The state of agriculture in Pennsylvania

Agriculture is touted as Pennsylvania’s number one industry. It has a wide-ranging impact from the food we eat to the businesses that sell or serve that food.

The Pennsylvania Farm Show, that is going on now, is the world’s largest indoor agricultural exhibition, that highlights and celebrates the state’s products and farmers every January. It also is a good time to get a “State of Agriculture in Pennsylvania.”

The COVID-19 pandemic has greatly affected farming over the past two years. Like many other industries there aren’t enough workers and price inflation has hit farmers hard. But Pennsylvania has generally had weather that was conducive to a longer growing season over the past year and farmers got good prices for their products.

Pennsylvania’s Secretary of Agriculture Russell Redding appears on Thursday’s Smart Talk to discuss what he calls an “extraordinary” year for farmers.

Fire safety in spotlight after tragic fatal fires

Sunday morning, 17 people, including eight children, died in an apartment fire in the Bronx, New York. Twelve people, including eight children, were killed in a Philadelphia row home fire last Wednesday. A 69-year-old man died a house fire in Dauphin County last weekend.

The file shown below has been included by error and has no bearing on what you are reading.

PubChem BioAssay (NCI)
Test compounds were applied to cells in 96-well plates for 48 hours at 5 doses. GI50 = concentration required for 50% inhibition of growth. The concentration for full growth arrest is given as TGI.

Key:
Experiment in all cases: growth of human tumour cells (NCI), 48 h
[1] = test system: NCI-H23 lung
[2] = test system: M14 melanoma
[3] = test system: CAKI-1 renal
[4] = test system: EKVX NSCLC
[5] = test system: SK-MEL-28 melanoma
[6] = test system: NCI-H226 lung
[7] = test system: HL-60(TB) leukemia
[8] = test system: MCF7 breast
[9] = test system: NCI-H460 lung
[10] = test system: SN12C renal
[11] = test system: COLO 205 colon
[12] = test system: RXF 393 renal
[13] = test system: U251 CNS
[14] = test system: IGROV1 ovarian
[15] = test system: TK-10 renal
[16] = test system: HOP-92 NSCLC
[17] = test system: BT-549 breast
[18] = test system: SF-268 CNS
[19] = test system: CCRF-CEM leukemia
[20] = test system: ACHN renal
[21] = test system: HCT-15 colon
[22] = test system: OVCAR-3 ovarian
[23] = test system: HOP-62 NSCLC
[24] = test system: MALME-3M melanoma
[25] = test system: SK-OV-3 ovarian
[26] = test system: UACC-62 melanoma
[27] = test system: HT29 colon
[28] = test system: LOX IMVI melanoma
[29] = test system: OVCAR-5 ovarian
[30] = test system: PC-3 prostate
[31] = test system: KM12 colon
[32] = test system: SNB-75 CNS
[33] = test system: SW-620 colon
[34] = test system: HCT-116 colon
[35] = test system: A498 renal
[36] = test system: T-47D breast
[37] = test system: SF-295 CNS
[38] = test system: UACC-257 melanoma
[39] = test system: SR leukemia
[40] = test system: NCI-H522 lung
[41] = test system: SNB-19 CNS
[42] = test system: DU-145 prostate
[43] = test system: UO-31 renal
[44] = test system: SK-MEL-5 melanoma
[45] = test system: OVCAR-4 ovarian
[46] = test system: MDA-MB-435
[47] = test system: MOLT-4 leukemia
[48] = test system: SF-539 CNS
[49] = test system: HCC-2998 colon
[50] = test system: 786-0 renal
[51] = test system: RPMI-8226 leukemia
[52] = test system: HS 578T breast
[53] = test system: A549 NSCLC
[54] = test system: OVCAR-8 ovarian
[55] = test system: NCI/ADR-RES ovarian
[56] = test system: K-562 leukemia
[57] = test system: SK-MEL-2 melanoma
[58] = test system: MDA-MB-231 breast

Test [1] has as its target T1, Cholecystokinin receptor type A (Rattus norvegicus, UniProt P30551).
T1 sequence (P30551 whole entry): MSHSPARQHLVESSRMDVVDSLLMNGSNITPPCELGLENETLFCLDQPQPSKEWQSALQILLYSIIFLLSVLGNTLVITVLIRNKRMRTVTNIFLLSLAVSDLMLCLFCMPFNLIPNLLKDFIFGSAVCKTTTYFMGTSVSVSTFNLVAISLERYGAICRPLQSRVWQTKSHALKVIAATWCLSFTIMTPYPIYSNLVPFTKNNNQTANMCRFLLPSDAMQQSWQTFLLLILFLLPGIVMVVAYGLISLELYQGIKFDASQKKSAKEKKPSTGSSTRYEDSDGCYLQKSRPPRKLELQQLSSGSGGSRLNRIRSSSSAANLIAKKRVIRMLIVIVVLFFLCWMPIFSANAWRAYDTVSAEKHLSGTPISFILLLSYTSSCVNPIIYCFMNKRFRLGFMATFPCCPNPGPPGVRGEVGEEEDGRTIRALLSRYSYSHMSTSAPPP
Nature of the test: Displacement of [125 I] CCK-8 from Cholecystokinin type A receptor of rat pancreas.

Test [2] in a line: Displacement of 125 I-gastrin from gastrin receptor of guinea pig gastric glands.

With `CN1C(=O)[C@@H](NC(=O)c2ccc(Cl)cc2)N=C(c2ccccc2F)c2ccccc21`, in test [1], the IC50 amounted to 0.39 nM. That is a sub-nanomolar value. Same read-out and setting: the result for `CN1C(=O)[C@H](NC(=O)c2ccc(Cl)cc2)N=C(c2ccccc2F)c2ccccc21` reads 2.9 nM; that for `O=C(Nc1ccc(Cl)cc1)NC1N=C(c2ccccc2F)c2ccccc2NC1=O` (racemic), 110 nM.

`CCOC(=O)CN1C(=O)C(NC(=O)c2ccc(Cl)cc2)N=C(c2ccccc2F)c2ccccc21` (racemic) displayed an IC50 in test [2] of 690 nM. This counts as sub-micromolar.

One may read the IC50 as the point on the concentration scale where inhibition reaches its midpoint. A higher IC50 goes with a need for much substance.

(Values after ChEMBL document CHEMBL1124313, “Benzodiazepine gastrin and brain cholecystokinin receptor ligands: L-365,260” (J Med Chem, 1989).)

The Philadelphia and New York fires were unusual because of the large number of people who tragically lost their lives. However, fatal fires unfortunately are still common, although there aren’t as many as years ago before smoke detectors were in most homes.

But keeping our homes safe from fire and being prepared should be a priority all the time and perhaps we need to be reminded.

Pennsylvania’s Acting Fire Commissioner Thomas Cook is on Wednesday’s Smart Talk to discuss fire safety.

Gov. Tom Wolf’s 2022 priorities on Smart Talk

Pennsylvania Governor Tom Wolf has just begun his final year in office.

The governor appears on Wednesday’s Smart Talk to discuss a wide range of issues.